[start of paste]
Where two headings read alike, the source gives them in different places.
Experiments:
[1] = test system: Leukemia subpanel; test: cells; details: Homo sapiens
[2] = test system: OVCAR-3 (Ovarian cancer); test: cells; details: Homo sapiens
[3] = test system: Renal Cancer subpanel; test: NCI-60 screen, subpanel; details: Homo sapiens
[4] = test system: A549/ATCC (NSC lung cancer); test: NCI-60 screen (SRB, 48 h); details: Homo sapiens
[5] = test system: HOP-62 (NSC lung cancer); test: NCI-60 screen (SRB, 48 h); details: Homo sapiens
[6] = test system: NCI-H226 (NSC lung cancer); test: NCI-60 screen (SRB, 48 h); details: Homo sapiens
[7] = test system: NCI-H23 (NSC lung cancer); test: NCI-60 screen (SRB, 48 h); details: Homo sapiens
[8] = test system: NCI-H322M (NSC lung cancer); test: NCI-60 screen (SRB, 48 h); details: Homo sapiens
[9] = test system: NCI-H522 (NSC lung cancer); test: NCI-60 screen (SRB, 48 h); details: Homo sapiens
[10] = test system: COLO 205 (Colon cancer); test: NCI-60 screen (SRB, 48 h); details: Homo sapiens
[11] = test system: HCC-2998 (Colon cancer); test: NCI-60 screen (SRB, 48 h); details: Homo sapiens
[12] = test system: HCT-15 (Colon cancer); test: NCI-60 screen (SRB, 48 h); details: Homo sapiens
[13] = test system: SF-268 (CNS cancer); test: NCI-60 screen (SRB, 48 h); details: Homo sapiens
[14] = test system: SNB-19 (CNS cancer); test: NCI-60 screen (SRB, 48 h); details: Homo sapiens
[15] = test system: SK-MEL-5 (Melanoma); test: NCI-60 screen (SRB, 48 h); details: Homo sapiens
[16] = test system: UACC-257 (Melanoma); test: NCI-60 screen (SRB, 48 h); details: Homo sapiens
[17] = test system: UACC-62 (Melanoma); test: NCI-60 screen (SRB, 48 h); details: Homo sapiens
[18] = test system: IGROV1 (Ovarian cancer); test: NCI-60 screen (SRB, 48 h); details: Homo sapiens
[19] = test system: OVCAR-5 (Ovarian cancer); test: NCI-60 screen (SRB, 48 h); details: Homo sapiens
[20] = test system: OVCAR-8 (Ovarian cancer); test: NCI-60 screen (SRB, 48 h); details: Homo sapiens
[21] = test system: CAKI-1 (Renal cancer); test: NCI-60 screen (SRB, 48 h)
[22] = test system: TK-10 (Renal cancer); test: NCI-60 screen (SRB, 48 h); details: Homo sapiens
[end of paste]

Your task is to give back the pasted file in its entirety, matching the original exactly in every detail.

Where two headings read alike, the source gives them in different places.
Experiments:
[1] = test system: Leukemia subpanel; test: cells; details: Homo sapiens
[2] = test system: OVCAR-3 (Ovarian cancer); test: cells; details: Homo sapiens
[3] = test system: Renal Cancer subpanel; test: NCI-60 screen, subpanel; details: Homo sapiens
[4] = test system: A549/ATCC (NSC lung cancer); test: NCI-60 screen (SRB, 48 h); details: Homo sapiens
[5] = test system: HOP-62 (NSC lung cancer); test: NCI-60 screen (SRB, 48 h); details: Homo sapiens
[6] = test system: NCI-H226 (NSC lung cancer); test: NCI-60 screen (SRB, 48 h); details: Homo sapiens
[7] = test system: NCI-H23 (NSC lung cancer); test: NCI-60 screen (SRB, 48 h); details: Homo sapiens
[8] = test system: NCI-H322M (NSC lung cancer); test: NCI-60 screen (SRB, 48 h); details: Homo sapiens
[9] = test system: NCI-H522 (NSC lung cancer); test: NCI-60 screen (SRB, 48 h); details: Homo sapiens
[10] = test system: COLO 205 (Colon cancer); test: NCI-60 screen (SRB, 48 h); details: Homo sapiens
[11] = test system: HCC-2998 (Colon cancer); test: NCI-60 screen (SRB, 48 h); details: Homo sapiens
[12] = test system: HCT-15 (Colon cancer); test: NCI-60 screen (SRB, 48 h); details: Homo sapiens
[13] = test system: SF-268 (CNS cancer); test: NCI-60 screen (SRB, 48 h); details: Homo sapiens
[14] = test system: SNB-19 (CNS cancer); test: NCI-60 screen (SRB, 48 h); details: Homo sapiens
[15] = test system: SK-MEL-5 (Melanoma); test: NCI-60 screen (SRB, 48 h); details: Homo sapiens
[16] = test system: UACC-257 (Melanoma); test: NCI-60 screen (SRB, 48 h); details: Homo sapiens
[17] = test system: UACC-62 (Melanoma); test: NCI-60 screen (SRB, 48 h); details: Homo sapiens
[18] = test system: IGROV1 (Ovarian cancer); test: NCI-60 screen (SRB, 48 h); details: Homo sapiens
[19] = test system: OVCAR-5 (Ovarian cancer); test: NCI-60 screen (SRB, 48 h); details: Homo sapiens
[20] = test system: OVCAR-8 (Ovarian cancer); test: NCI-60 screen (SRB, 48 h); details: Homo sapiens
[21] = test system: CAKI-1 (Renal cancer); test: NCI-60 screen (SRB, 48 h)
[22] = test system: TK-10 (Renal cancer); test: NCI-60 screen (SRB, 48 h); details: Homo sapiens